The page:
Best Self Magazine

Interview: Regena Thomashauer | The Power of Pleasure & Reclaiming Radiance

Regena Thomashauer, aka Mama Gena, photograph by Bill Miles

Regena Thomashauer (aka Mama Gena)

Reclaiming Radiance

April 3, 2017, New York, NY

Photographs by Bill Miles


My mission is to awaken women, to turn women on, to have women truly live rather than play small. I must model that.

~ Regena Thomashauer, ‘Mama Gena’

Kristen:           Regena Thomashauer, who shall forever forward be known as ‘Mama Gena’, is a revolution, a teacher, author, mother, and founder and CEO of the School of Womanly Arts, which began in her living room in 1998, and has since grown into a global movement, and a multi-million dollar business. She believes that women are the greatest untapped resource on the planet — and teaches them how to turn on their innate feminine power, to step it up, and to create a life they love.

She has appeared everywhere across mainstream media as an expert in modern feminism from NBC’s Today Show and 20/20 to the New York Times, and across pages of glossy magazines. She is the author of four books — most recently, the New York Times bestseller, Pussy: A Reclamation. Thank you, Regena, for inviting us into your home and into this journey of your work, the story that’s led to here, and to this movement.

Regena:           I’m thrilled to be here with you on this couch and to have a chance to impact your incredible audience and weave together with the magic you create — to see what kind of doors we can blow open for men and women with our collaboration.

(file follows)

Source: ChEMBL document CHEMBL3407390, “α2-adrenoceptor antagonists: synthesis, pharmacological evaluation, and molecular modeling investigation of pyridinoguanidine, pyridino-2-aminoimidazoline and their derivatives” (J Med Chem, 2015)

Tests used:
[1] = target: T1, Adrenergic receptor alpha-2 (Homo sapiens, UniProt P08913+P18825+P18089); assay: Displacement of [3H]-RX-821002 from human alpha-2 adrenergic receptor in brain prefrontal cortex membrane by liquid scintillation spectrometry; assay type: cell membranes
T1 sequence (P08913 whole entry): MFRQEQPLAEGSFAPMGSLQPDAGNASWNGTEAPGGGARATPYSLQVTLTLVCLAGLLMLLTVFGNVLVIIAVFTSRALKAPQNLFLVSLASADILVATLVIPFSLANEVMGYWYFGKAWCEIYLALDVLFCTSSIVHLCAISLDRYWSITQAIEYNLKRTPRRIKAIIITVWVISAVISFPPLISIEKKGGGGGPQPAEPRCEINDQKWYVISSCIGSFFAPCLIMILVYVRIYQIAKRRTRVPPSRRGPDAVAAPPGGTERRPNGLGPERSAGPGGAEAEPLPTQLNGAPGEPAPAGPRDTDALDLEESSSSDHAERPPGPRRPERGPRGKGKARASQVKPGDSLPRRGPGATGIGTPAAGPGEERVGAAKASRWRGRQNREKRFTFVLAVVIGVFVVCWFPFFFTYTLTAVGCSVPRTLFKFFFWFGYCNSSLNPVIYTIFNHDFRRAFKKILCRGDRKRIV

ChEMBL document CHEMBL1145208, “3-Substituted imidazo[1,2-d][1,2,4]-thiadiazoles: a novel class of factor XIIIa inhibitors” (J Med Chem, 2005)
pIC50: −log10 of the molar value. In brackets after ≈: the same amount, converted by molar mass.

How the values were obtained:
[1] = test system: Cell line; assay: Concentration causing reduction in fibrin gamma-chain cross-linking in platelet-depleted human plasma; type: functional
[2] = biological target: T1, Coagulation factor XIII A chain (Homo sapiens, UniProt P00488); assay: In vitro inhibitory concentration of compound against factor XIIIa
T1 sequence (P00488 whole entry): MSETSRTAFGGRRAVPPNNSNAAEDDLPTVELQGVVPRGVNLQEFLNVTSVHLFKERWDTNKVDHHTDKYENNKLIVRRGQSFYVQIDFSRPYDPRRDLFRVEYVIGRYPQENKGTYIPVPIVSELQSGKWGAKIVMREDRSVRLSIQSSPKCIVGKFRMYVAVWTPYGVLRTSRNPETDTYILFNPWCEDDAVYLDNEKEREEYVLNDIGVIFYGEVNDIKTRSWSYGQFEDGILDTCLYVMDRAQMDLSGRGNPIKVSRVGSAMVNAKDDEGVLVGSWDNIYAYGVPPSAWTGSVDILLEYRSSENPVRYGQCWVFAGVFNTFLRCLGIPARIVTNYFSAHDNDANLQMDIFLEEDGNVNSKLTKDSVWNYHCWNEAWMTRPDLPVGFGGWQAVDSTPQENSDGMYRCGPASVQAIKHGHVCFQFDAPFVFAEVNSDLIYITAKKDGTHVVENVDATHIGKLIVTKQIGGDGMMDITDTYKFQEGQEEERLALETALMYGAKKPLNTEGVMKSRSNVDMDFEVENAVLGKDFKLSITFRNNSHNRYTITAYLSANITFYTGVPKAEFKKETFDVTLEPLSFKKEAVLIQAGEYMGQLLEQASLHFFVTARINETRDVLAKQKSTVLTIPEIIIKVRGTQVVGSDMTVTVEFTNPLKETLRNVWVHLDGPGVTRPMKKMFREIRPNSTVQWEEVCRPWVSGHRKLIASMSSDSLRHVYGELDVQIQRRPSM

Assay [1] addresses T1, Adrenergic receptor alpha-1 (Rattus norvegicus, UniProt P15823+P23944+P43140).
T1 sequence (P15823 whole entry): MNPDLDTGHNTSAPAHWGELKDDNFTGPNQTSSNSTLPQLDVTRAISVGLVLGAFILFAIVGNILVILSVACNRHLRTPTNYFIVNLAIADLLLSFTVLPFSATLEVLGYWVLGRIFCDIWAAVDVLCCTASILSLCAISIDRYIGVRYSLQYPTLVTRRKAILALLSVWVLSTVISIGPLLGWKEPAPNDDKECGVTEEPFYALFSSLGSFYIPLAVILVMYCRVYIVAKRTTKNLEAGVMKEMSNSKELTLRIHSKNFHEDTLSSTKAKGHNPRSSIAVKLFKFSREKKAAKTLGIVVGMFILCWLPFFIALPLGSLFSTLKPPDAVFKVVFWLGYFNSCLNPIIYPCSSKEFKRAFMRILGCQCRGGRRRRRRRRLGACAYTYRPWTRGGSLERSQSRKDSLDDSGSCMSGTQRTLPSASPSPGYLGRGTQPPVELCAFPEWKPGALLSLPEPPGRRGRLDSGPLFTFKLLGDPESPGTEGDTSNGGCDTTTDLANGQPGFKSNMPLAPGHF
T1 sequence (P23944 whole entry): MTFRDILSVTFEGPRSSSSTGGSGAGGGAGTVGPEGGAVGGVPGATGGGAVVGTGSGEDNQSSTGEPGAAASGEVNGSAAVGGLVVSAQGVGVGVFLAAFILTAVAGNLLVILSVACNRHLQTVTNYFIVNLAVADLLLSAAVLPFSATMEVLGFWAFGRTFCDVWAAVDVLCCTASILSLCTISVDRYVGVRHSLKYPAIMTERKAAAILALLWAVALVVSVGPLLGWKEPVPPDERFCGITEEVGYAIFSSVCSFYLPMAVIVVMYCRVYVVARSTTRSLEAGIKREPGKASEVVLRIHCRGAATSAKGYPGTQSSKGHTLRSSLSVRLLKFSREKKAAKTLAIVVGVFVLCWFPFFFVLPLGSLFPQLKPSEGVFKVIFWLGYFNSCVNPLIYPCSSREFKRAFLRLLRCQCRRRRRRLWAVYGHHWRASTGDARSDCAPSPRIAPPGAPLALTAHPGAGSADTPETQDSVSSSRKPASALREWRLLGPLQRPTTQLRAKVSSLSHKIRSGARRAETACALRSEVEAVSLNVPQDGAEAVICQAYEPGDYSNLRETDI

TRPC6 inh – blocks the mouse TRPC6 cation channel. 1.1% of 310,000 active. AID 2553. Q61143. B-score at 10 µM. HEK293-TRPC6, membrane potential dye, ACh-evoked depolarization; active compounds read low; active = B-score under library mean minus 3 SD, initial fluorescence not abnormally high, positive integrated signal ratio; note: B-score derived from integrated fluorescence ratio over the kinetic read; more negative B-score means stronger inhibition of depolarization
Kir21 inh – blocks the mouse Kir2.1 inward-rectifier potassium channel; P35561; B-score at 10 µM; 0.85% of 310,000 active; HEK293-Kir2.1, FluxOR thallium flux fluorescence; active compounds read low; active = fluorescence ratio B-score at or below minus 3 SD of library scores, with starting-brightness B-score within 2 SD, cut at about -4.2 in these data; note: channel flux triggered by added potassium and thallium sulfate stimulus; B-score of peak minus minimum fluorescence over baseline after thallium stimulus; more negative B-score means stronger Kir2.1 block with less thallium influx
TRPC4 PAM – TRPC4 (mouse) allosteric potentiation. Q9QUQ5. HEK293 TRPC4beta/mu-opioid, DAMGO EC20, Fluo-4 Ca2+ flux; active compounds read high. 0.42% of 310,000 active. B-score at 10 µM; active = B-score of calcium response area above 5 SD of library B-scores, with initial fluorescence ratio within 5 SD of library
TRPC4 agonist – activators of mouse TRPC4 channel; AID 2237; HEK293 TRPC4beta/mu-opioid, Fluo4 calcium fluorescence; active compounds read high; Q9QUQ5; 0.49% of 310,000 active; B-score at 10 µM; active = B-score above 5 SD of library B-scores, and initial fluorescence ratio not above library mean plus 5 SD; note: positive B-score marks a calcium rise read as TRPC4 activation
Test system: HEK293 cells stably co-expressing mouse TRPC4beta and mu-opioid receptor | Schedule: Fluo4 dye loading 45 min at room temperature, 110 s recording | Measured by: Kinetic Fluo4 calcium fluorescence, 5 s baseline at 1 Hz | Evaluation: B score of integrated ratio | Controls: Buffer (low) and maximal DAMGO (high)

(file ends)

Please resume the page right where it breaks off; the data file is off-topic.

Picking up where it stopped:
Kristen:           Let’s do it, sister! Clearly, we have to start with the title of your book, Pussy: A Reclamation. As you say in the book, “It may be the most pejorative word in the English language. It’s the ultimate salacious smack to a woman’s dignity, used to hurt, humiliate, and fracture her humanity. Pussy is the lowest of the lows, for men as well. Essentially, it’s the last thing any of us want to be called.”

So, what possessed you to call your new book, Pussy?

Regena:           I suppose, ultimately, the quick answer is to be badass, a provocateur.

Like any expletive used effectively, it serves as a smack upside the head of a culture that disparages, dehumanizes, and ignores — that does not value — the feminine. It’s time for women to wake up and step into our magnificence because no one is going to give us permission. A woman has to awaken in order for the world to then follow. Especially now in this culture, the voice of the feminine is so longed for, and so required, and so needed to bring the culture forward. I’m proud of standing in a radical spot of awakening. My intention was to invite people to be both pissed off with me and scared. Ultimately, excited and inspired, and to break through a new form of feminism, which is about embracing the whole woman.

Kristen:           First of all, I want to make sure that people understand that when they think of the word, ‘pussy’ that this is not intended to be pornographic and not about being anti-male. Right?

Regena:           Yes. Let’s look at the culture. I have taught classes for thousands and thousands of women over the last 2 decades. When I ask a room full of women, “What did your bits and pieces get called when you were growing up?” There is a fascinating array of answers. From 1/3 of the group we get things like kitty, cuckoo, purse, little princess, knish, coochie. Another 1/3 will say vagina, which is actually anatomically incorrect.

And at least 1/3 of the women will say nothing. There was no name for that which is most essentially feminine. Now, if I have a room full of a thousand men and ask, “What did your bits and pieces get called?” They say, “Penis. What’s your problem?”

Kristen:           Right. Like, hello?

Regena Thomashauer, aka Mama Gena, photograph by Bill Miles

           We, as women, never have had an opportunity to locate and own the name

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